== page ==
The detail and gorgeous grain of this wooden Toyota is a sight to behold.
His 1967 Ford Mustang is pretty impressive, too:
Image: YOuTube / Woodworking Art
There's something relaxing about the immensely satisfying Scammer Payback series where he strings along some scammer while wiping their computer in the background.
It's amazing how long the scammer is willing to stay engaged when they think the old lady is driving to a store to buy gift cards to "give back" thousands of dollars "Kevin" the scammer sent her.
Earlier this year, Pierogi worked with Trilogy Media to confront a "money mule" scammer.
Image: YouTube / Scammer Payback
It took villagers 15 years to hand-carve the Lanying Cliff Road in Chongqing. There's a motorcycle for scale. Before the road, they had to make a six-hour (!) stair climb to get to a nearby area. As you might imagine, the stairs were not too safe-looking.
Here's good tiktok with another angle.
Image: YouTube / Chinese bridge
Drew from Cook Woodworks shows how to turn a wooden goblet on a lathe but leaving a free captive ring around the stem. Turns out it was inadvertent:
I woodturned this captive ring goblet by accident. I had intended to turn a basic chalice, but I got the proportions wrong and had to adjust my plans. So it goes on the lathe for a beginner!
Image: YouTube / Cook Woodworks
This little planthopper nymph lives in the Amazon rainforest. The species of flatidae has a waxy protective layer that makes it look like a very tiny cloud or a teensy-weensy cotton ball.
I've posted the beautiful work of Andreas Kay before. If you'd like to read more about his life and work, please visit andreaskay.org.
I'm so glad he shared so many delightful creatures of Ecuador, like this caterpillar that mimics a snake:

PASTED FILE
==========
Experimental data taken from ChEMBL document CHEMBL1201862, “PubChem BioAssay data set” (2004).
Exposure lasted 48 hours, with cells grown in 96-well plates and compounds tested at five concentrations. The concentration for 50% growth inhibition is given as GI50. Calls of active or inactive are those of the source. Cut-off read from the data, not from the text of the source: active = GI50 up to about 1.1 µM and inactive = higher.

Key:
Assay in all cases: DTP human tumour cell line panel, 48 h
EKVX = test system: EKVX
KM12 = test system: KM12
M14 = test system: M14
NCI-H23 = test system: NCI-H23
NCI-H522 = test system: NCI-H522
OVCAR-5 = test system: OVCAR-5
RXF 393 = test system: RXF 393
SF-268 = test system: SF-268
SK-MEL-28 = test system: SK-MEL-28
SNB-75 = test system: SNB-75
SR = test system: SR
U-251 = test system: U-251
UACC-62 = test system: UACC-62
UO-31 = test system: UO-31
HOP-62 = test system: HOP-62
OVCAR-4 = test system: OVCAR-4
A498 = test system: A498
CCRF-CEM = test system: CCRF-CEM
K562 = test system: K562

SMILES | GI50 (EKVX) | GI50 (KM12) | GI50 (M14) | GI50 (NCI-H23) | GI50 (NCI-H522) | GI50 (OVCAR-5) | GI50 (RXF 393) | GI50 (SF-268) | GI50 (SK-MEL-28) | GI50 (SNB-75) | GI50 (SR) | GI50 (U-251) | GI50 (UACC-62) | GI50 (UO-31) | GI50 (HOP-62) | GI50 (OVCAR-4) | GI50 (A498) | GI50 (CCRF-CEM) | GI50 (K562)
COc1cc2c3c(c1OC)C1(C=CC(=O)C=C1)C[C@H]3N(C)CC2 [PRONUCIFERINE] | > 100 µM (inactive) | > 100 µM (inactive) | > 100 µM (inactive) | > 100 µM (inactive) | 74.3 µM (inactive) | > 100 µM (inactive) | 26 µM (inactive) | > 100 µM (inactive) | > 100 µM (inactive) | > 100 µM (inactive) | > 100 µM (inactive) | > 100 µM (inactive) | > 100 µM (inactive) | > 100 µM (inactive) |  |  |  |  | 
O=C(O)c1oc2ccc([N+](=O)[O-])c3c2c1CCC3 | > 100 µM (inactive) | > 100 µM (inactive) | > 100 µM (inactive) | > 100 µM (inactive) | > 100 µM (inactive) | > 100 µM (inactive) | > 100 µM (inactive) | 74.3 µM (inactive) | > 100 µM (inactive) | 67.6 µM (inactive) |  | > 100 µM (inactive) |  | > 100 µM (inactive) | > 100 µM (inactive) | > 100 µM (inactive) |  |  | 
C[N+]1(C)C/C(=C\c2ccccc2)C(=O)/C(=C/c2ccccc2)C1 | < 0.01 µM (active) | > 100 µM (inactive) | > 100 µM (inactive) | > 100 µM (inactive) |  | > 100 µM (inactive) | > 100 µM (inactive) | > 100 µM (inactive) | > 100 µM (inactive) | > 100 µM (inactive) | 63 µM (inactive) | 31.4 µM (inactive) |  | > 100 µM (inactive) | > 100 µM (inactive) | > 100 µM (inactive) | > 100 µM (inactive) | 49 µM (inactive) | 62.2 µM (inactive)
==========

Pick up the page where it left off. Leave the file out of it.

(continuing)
Over two years in the making, this is the world's first Universal LEGO Sorting Machine, an AI-powered automated sorting machine that is capable of recognizing and sorting any LEGO part that has ever been produced*.
His device runs on a Raspberry Pi and sorts each piece into one of 18 buckets. Very satisfying!
Not only is this Goudsmit Magnetics nail aligner interesting to watch, the funky bass line on their soundtrack will get you tapping your toes as their machine instantly aligns loose nails for packaging. "Magnetic aligners are suitable for aligning long, slender ferromagnetic objects so they can be packaged compactly."
I had seen these where you can dump a tub of loose nails in and get them aligned, but I had never seen the magnetic conveyor belt feed for long, slender ferromagnetic objects. Ahhh!
Image: Goudsmit Magnetics
Water has enough surface tension for snails to crawl on while upside down underwater. Laura Hughes writes:
Underwater walking! I found this snail crawling upside down on the water's surface in a small puddle. It's rather incredible if you think about it. Snails take advantage of surface tension and their slimy foot to achieve this. The snail's foot makes little rippling waves and secretes mucus which provides enough grip to walk on the underneath side of water! I sped the video up in some places because although snails can move faster walking on water than on land it's still not that fast. I've seen many aquatic snails do this but I think this might be a terrestrial species maybe Novisuccinea sp. Washington Co. Ohio. 5-17-20.